Affinity Answers helps brands talk to fans

Today it rebrands its AudiencePlanner tool as FanFinder360°.





Affinity Answers, the marketing data science vendor, today announced the re-branding of its AudiencePlanner tool as FanFinder360° to reflect an increased commitment to serving the media and entertainment industry.


Founded in 2004 as a boot-strap start-up, the company today delivers anonymized social media-based audience insights not just to brands, but for example to political campaigns. The insights can be converted into programmatic audiences, or used to identify web content which matches an expressed affinity and is therefore likely to draw an audience with similar affinities.


Myspace data. The approach has its roots in data from Myspace, the early music-centric social platform. Said Josh Raper, VP Marketing at Affinity Answers, “That was really the first time a platform gave direct, one-to-one access between an artist and a fan. The first model we created was to help record labels better market their artists: the first project was around a Bob Dylan box set that cost around $200, and we created a model to target fans and got something like a 28% conversion rate within a digital marketing campaign.”


Later, the company pivoted from music to a wider range of brands: CPG, travel, retail, etc. Affinity Answers accesses public, privacy-compliant data across all networks available, to create what is in effect a recommendation engine based on cohorts of fans. “If are into this,” said Raper, “then they are most likely into that.”


Rebranding. Originally these recommendations were driven by AudiencePlanner. “We’re rebranding as FanFinder360°,” said Raper, “and we’re doubling down into the media and entertainment industry.


Affinity Answers partners with a range of marketplaces. LiveRamp, for example, said Raper, “provides an activation suite which allows us to activate directly into social channels, addressable, or both digital and video programmatic.”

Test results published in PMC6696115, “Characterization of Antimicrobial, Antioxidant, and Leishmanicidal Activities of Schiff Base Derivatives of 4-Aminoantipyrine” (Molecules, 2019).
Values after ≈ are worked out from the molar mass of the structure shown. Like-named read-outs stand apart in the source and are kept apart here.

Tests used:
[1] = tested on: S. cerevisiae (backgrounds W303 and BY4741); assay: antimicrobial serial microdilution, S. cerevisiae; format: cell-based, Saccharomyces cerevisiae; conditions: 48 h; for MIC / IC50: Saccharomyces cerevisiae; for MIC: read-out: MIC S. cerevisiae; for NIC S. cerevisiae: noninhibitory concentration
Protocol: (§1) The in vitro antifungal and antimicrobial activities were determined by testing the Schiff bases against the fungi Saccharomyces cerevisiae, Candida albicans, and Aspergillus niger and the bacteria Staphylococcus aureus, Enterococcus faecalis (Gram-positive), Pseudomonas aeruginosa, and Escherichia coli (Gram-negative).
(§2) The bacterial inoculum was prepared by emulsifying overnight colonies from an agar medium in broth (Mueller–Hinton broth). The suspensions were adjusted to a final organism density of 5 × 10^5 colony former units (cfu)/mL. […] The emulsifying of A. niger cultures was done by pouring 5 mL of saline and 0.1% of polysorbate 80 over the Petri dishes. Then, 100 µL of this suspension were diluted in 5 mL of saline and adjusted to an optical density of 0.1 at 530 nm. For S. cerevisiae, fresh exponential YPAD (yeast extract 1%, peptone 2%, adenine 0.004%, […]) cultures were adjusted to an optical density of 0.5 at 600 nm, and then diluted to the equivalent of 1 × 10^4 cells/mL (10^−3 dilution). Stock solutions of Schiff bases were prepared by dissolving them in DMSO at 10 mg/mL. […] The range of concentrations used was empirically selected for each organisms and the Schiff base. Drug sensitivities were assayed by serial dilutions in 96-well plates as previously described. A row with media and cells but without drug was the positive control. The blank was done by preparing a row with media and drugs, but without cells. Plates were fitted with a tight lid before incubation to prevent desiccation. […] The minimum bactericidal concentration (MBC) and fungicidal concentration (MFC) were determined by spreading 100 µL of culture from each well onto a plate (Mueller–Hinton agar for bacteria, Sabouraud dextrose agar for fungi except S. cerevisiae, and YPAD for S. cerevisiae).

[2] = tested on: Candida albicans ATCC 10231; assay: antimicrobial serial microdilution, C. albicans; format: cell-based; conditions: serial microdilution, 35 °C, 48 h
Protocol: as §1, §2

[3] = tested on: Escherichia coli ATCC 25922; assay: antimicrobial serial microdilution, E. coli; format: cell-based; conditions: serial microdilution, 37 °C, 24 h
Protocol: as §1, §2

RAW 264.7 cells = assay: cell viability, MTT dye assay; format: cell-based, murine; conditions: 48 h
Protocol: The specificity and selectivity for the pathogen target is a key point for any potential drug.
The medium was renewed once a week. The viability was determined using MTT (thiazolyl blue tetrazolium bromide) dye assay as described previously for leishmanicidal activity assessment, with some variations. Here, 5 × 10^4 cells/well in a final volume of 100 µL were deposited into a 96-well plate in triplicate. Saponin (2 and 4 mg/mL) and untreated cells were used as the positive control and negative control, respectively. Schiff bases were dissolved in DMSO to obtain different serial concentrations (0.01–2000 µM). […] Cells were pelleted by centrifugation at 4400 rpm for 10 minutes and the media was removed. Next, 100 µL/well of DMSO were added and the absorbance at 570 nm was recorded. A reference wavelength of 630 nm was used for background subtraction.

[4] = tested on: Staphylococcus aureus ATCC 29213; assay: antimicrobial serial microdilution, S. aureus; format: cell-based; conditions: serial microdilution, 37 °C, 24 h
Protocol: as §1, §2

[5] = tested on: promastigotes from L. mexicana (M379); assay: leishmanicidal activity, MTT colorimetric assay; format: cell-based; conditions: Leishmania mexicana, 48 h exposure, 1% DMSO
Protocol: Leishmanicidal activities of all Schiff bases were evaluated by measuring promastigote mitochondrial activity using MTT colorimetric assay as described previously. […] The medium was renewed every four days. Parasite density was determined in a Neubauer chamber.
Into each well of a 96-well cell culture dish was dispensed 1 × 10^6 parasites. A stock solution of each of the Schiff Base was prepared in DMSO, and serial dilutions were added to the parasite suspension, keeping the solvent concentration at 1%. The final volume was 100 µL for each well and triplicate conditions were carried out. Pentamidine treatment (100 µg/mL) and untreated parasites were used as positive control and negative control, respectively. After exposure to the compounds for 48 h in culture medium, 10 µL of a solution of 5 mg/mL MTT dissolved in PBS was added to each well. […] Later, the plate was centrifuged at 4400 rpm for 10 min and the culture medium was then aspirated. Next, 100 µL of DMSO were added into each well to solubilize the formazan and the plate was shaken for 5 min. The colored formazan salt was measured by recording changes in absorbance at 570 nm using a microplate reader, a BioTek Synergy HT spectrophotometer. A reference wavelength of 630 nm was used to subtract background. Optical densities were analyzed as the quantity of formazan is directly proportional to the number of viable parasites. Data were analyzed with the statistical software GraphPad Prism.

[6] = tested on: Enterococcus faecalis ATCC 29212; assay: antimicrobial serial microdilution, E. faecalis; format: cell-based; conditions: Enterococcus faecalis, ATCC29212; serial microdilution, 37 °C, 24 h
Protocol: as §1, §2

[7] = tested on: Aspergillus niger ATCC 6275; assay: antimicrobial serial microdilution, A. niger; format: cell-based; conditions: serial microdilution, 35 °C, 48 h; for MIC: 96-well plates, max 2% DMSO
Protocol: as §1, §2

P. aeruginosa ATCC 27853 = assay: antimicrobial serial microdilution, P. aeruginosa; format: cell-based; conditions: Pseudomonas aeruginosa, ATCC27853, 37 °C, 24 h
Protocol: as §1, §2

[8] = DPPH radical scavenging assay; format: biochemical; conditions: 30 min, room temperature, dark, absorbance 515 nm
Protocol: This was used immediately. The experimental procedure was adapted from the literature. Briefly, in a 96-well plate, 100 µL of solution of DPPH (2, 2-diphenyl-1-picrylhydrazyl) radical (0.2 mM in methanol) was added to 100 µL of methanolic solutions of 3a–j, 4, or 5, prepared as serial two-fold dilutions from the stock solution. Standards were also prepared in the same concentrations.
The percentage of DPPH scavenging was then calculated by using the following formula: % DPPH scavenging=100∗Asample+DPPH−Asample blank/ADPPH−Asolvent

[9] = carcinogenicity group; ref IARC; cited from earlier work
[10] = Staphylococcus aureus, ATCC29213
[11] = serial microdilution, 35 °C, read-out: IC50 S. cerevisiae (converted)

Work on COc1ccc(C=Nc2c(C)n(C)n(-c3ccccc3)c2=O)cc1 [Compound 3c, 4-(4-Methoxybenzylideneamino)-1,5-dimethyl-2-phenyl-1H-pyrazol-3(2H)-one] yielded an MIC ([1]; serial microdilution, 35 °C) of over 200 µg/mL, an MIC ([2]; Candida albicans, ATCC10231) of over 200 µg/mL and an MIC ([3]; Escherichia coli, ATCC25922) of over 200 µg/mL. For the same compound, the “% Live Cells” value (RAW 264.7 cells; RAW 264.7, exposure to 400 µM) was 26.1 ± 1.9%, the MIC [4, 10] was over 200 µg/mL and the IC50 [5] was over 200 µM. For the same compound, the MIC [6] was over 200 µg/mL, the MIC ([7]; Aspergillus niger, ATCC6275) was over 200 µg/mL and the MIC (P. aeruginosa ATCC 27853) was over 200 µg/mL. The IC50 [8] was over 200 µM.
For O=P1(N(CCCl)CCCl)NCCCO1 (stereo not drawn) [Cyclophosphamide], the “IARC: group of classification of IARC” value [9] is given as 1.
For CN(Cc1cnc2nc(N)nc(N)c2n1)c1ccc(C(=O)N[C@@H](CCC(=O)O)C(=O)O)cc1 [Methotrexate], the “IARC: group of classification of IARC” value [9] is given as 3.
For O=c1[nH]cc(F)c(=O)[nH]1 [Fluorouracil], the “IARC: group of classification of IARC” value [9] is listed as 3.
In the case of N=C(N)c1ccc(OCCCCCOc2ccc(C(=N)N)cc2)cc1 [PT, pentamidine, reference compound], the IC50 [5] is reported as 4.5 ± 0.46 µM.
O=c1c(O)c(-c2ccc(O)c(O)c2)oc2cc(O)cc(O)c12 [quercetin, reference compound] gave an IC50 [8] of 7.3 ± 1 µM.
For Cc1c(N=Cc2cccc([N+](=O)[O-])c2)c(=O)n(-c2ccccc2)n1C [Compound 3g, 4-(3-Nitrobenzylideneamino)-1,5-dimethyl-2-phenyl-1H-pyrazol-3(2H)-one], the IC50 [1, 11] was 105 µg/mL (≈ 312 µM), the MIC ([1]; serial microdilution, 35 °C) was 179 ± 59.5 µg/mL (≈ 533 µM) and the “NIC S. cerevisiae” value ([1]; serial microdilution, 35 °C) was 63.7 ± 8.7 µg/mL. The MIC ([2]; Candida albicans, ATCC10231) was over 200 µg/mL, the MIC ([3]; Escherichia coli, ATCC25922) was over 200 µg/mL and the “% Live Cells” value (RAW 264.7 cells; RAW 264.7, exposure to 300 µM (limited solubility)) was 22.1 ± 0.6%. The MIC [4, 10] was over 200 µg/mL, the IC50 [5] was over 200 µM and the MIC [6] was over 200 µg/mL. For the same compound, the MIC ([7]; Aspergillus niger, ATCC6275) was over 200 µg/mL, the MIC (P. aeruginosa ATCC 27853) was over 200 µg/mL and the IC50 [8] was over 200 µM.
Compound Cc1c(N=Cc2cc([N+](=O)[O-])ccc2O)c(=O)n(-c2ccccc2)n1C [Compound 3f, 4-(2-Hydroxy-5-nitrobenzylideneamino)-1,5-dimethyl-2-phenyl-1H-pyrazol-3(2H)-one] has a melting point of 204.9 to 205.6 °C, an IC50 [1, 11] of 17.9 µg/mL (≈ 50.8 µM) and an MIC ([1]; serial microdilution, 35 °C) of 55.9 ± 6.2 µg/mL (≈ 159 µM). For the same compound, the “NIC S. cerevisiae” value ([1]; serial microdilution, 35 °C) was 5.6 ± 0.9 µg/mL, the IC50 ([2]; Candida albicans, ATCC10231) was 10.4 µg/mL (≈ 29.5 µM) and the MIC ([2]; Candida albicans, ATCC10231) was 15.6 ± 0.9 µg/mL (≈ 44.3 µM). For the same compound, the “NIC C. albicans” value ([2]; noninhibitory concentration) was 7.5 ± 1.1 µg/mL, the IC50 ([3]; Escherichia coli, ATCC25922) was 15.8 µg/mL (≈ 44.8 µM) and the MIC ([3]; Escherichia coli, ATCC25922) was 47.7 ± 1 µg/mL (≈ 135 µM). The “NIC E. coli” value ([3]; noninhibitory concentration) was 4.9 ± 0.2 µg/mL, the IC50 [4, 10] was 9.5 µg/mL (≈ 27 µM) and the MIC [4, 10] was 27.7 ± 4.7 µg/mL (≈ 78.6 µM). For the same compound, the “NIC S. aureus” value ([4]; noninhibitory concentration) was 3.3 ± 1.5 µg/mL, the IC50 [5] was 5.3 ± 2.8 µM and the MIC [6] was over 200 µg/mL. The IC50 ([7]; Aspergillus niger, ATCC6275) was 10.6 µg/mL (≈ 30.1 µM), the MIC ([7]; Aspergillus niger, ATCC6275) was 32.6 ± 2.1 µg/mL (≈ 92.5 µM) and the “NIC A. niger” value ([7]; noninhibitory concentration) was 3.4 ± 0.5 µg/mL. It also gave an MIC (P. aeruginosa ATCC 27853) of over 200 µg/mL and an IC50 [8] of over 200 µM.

Beyond lookalike audiences. “Traditional lookalike audiences are based on demographics,” said Raper. “It gives you the idea that you know someone, but doesn’t really paint the edges around a really broad spectrum. Look at the two candidates running [for President] right now. In a lookalike model, they would look like the exact same people. They both live in D.C., same age range, follow politics and golf. But if you dive into the media and organizations they follow, they become polar opposites.”


Why we care. Traditional segmentation based on demographic information has a long history, and social listening has been table stakes for years now. Affinity Answers describes ways to extend those strategies.


 


This story first appeared on MarTech Today.


 


 







About The Author







Kim Davis is the Editorial Director of MarTech Today. Born in London, but a New Yorker for over two decades, Kim started covering enterprise software ten years ago. His experience encompasses SaaS for the enterprise, digital- ad data-driven urban planning, and applications of SaaS, digital technology, and data in the marketing space. He first wrote about marketing technology as editor of Haymarket’s The Hub, a dedicated marketing tech website, which subsequently became a channel on the established direct marketing brand DMN. Kim joined DMN proper in 2016, as a senior editor, becoming Executive Editor, then Editor-in-Chief a position he held until January 2020. Prior to working in tech journalism, Kim was Associate Editor at a New York Times hyper-local news site, The Local: East Village, and has previously worked as an editor of an academic publication, and as a music journalist. He has written hundreds of New York restaurant reviews for a personal blog, and has been an occasional guest contributor to Eater.


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